Monday, November 24, 2014

New global disaster reduction strategy must include vulnerable people

Jessica Hartog at the Thomson Reuters Foundation: Last week, international experts on disaster reduction met in Geneva to develop a new global framework to make the world more resilient to increasing natural disasters.

It is clear that disasters such as earthquakes, typhoons and floods are on the rise and have huge impacts. The U.N. Office for Disaster Risk Reduction (UNISDR) estimates that in the last 20 years, 1.3 million people have been killed by disasters. Of these deaths, 93 percent were in developing countries, highlighting how the poor are disproportionately vulnerable to disasters.

But there is more to the story than mortality rates. In the last 20 years, around 4.4 billion people have been affected in some way or another by disasters.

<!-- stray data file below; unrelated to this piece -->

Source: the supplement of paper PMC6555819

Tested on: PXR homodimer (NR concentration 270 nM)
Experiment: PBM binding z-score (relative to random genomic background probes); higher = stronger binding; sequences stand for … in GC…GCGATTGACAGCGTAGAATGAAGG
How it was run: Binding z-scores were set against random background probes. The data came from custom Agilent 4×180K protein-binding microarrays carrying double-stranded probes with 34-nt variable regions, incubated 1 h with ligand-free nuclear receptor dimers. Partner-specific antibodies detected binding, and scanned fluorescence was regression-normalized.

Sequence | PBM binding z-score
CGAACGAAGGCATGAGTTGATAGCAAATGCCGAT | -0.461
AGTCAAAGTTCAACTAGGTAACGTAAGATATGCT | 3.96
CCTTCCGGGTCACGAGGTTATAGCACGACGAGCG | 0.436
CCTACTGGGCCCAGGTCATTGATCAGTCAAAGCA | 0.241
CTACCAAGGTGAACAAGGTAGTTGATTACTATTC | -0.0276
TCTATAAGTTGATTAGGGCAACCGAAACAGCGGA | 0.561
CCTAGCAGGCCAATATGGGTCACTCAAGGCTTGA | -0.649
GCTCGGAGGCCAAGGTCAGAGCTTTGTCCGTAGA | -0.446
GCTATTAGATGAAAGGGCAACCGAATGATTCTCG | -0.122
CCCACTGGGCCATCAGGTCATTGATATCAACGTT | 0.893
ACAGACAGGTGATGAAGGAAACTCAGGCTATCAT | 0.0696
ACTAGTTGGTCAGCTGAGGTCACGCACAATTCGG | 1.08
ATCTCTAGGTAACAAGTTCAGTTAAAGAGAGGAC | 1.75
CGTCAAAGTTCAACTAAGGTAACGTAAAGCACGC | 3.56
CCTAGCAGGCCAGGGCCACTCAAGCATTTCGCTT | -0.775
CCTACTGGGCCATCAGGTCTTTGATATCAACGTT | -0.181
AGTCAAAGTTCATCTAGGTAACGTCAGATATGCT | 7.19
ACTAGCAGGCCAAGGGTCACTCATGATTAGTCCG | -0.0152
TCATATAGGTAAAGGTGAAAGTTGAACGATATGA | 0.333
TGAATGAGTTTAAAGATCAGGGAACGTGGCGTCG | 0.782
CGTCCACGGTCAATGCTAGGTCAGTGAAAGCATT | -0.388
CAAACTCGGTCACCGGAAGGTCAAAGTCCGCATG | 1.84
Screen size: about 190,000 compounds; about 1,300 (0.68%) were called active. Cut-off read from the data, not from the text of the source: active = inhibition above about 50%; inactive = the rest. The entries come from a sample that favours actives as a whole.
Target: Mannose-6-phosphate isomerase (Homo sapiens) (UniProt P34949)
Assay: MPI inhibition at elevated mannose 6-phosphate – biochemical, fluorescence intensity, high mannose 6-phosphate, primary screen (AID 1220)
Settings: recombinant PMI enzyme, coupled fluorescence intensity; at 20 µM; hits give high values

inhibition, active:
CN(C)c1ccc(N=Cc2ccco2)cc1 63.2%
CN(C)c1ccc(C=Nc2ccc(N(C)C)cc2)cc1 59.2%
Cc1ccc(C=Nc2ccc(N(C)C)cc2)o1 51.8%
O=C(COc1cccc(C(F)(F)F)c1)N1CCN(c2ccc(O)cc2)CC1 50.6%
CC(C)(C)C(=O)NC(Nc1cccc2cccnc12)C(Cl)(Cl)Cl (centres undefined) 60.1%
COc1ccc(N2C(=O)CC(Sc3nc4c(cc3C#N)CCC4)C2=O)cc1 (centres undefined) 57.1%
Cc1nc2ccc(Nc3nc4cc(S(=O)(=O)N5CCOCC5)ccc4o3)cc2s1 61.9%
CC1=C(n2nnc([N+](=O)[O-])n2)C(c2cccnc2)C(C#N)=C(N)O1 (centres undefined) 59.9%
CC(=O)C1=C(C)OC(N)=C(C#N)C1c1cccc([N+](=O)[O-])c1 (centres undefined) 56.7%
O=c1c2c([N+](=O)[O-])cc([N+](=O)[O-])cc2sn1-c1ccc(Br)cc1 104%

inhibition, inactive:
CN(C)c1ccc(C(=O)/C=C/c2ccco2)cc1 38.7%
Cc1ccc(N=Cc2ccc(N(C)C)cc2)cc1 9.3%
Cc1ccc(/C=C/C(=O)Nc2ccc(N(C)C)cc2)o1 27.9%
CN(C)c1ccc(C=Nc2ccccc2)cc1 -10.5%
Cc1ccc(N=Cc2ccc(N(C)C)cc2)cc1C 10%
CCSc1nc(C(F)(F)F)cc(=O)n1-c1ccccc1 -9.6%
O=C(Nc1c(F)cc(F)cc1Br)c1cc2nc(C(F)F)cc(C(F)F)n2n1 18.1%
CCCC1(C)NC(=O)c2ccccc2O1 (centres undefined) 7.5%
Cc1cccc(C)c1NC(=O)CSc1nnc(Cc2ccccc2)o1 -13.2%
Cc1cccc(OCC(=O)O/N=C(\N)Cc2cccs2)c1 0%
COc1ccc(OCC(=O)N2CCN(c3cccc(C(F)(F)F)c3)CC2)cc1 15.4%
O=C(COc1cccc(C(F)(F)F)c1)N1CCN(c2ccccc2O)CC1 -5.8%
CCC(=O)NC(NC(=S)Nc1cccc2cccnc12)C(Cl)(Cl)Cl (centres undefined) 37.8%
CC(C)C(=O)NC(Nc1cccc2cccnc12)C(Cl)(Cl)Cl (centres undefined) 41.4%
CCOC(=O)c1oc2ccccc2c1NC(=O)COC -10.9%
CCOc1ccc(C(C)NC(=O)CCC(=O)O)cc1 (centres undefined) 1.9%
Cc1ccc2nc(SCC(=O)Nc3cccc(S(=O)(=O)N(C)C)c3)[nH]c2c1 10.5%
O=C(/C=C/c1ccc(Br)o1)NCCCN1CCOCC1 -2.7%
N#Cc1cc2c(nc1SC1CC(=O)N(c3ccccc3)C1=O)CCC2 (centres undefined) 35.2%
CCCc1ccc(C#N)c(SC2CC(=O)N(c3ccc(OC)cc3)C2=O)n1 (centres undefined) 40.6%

For people whose assets have been damaged or destroyed, farmers whose harvests have been lost, or communities whose road infrastructure has been damaged - cutting them off from their work, schools and markets -  economic losses are thought to have totalled $2 trillion in the same period.

It is expected that disasters will only continue to increase if we do not take measures to stop this trend. Major drivers are climate change and the growth of cities in areas that are already exposed to floods, tropical storms and earthquakes. This is why an internationally agreed disaster risk reduction strategy is so important....

From the 2010 flooding in Thailand, shot by Napast3379, Wikimedia Commons, under the Creative Commons 3.0 license 

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